On the English Soccer Road Again: February 2017 Tour

Paul Gerald · Profile
On the English Soccer Road Again: February 2017 Tour

I feel like I’m getting pretty good at planning trips to see English soccer.

Appearing soon, at a football ground near you …

That sounds like bragging, I suppose, but it’s true. A couple of years ago, all I really knew about was the Premier League, and finding my way to a game at West Bromwich Albion felt like a cultural adventure outside my comfort zone. And actually, it was; I CouchSurfed for the only time in my life, met some locals, and became a temporary Baggie. It was awesome.

Now I’m off for about my seventh such adventure, and parts of it are becoming routine: cashing in frequent flier miles, searching for convenient flights, digging through the schedule for which games to go to, picking the ones that look interesting, getting good seats, finding hotel deals … the whole deal.

Clubs like Boreham Wood are now on my radar.

And my knowledge of the leagues has deepened, as well. This time I’m going to places like Burton Albion, Barnsley, Norwich and Stevenage — and not only do I know what they are, I know that at least two of these games are local derbies that I am lucky to have tickets for and I cannot wait to see.

So there is a lot of gratitude, and all the usual excitement, even while there is trepidation at the cost. I am in another cramped economy seat, trying to write on my iPad while the guy in front of me pushes his seat all the way back and goes to sleep; I hardly slept last night, and I won’t sleep at all for about 24 hours.

And just this morning, a fellow writer friend gave me a ride to the airport, and all we talked about was how you have to hustle for every damn penny if you want to have a creative, flexible, satisfying life. And so we hustle. And whether it makes any financial sense at all, I am off to England, soccer tickets in hand.

This Trip: Five Games, Five Cities, Nine Days

So, just as an example of the kind of itinerary one can put together — and that I can help with — here’s my plan:

  • Fly from Portland to Heathrow, 30,000 Delta miles, arrive at 10 a.m.
  • 12:15 bus to Birmingham, because the train costs more and I’d have to go into London, arrive around 4.
  • Spend my “zombie day” wandering around, trying to stay awake, and going to the Hawthorns to collect a West Brom badge for my collection.
  • Have a proper balti for dinner!
  • Friday morning, look for the best breakfast in Birmingham.
  • Midday Friday train to Burton-Upon-Trent, not to be confused with Burton-Upon-Stather (I love England!) and check out the traditional home of England’s brewery industry, including the headquarters to Bass Pale Ale.
  • 7:45 p.m. game, with a spot on the terraces, at Burton Albion FC, a team only founded in 1950, made it to the Football League in 2009, is already in the Championship. The opponents are Blackburn Rovers from up in the Northwest.
  • Saturday morning train to Barnsley, where I will explore town for a couple of hours — which seems to be enough, figuring the top 10 locations in town are the same as every other completely generic English town: a park, a petting zoo, a local museum, some Victorian building, a natural area, the football ground, and so on. I’ll just look for the best fish and chips and the pub with the home fans.
  • The game at 3 is Barnsley vs. Huddersfield Town, a Yorkshire Derby that will be close to a sellout. Huddersfield are in the playoff places for promotion, Barnsley are trying to get there, and they are separated by exactly 36 miles. Yes!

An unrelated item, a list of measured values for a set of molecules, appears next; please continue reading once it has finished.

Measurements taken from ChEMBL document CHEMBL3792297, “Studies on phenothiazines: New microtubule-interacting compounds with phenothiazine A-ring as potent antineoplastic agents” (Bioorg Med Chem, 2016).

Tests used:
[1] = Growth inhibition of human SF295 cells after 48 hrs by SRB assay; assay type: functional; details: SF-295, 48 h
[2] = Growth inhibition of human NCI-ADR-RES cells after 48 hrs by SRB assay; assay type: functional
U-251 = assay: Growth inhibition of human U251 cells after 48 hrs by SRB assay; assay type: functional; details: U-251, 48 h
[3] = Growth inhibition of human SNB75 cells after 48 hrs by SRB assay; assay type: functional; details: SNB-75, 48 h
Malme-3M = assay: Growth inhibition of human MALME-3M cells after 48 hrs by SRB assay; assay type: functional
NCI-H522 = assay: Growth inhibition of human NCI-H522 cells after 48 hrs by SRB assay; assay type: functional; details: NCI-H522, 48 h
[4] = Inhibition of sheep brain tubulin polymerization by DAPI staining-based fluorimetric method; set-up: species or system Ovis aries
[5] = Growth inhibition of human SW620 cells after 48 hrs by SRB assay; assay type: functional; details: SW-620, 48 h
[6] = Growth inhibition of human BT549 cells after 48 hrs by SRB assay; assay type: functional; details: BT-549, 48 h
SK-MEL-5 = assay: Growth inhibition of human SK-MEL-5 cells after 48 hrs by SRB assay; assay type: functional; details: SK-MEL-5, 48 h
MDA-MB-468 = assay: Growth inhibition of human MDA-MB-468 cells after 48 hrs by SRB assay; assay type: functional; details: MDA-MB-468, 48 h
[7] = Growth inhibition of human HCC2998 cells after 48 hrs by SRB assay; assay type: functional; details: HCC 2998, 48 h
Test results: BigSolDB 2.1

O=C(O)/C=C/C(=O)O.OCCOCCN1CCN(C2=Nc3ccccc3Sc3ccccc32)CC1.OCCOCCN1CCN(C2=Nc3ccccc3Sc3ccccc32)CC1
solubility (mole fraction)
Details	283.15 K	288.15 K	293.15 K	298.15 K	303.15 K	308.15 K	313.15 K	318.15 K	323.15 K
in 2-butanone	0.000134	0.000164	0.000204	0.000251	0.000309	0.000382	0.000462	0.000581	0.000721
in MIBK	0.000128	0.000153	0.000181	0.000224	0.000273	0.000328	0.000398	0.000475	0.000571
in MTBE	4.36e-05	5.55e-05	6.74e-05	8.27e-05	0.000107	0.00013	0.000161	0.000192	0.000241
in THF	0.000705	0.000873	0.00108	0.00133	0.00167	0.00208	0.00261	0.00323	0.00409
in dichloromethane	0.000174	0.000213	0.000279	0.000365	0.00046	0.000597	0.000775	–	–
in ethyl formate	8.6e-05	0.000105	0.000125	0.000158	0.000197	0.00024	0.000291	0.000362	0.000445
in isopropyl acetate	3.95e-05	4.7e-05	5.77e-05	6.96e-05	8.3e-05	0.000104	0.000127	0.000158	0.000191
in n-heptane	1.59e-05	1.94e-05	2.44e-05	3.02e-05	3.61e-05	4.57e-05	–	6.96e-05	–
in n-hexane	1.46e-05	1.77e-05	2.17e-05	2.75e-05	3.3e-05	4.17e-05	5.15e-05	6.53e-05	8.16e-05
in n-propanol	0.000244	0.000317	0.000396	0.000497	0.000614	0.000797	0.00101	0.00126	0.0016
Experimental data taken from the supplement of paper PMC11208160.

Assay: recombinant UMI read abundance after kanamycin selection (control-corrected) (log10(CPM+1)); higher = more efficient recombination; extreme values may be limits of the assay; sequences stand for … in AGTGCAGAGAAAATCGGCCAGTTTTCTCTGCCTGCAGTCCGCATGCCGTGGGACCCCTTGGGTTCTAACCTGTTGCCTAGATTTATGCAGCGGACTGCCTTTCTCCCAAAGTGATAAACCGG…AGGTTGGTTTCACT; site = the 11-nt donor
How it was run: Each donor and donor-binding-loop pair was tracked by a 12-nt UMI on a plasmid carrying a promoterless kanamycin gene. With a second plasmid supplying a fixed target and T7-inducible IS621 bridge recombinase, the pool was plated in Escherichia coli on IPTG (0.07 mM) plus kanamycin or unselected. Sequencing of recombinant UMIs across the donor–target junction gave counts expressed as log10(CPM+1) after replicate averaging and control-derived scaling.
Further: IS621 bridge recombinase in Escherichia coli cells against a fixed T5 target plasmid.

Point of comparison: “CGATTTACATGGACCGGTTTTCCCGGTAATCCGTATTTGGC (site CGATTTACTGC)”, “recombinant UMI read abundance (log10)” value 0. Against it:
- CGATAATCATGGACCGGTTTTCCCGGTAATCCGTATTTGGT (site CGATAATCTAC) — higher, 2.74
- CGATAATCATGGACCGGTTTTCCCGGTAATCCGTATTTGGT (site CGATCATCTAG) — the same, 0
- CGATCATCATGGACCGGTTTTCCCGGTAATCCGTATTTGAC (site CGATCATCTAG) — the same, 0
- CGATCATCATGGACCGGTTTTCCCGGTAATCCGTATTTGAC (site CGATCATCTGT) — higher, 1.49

• After the game, four hour (ugh) train to Norwich, arriving at 11 p.m. — if I make the eight-minute (!) connection in Peterborough. Check in to a local B&B between the station and stadium, for about 60 bucks a night.
  • Noon Championsip game on Sunday: Norwich City vs. Ipswich Town, the biggest rivalry either of them have. Had to get a membership to get a ticket. Pumped.
  • From Sunday afternoon through Tuesday morning, stay at the B&B, relax, and explore Norwich, with its 11 medieval sites and amazing history.
  • Tuesday train to Stevenage, check into a boutique hotel ($50), catch some evening League Two action: Stevenage FC vs. Leyton Orient, which at least looks like a local derby as they are 53 miles apart.
  • Wednesday I was almost off to Manchester to see City play Huddersfield in an FA Cup replay, because they are only 45 miles apart, there will be thousands of Huddersfield fans there, and it would be magnificently awesome. Alas, they set it for Tuesday.
  • Wednesday and Thursday I relax, perhaps explore some new area, maybe go for a hike or two, maybe hole up in a hotel and write like hell.
  • Friday morning bus from Victoria in London to Swansea in Wales. Explore all afternoon.
  • Saturday morning, best breakfast in town, more exploring, then a 3 p.m. relegation six-pointer between Swansea City and Burnley. More exploring afterwards.
  • Sunday morning, early bus direct to Heathrow, 2 p.m. flight back home, 30,000 United miles, $225 Heathrow Tax.

The total cost for this, I reckon (hope), will be less than $2,000. Closer to $2,500 if I was buying my airplane ticket.

If that sounds fun, or if you just want to learn more about how all this works, subscribe to my newsletter, or use one of the links below to check out some more posts on here.

And stay tuned here for all the reports, photos and videos I can manage to knock out.

See you around the grounds!

Written By Paul Gerald
Paul Gerald, Owner and Founder of Groundhopper Soccer Guides · Profile
Paul is a traveler, writer, publisher and soccer freak. He started Groundhopper Soccer Guides as EnglishSoccerGuide.com in 2014. When he's not kicking around England working on this site and his book, you can find him at Providence Park in Portland, cheering on the Portland Timbers.

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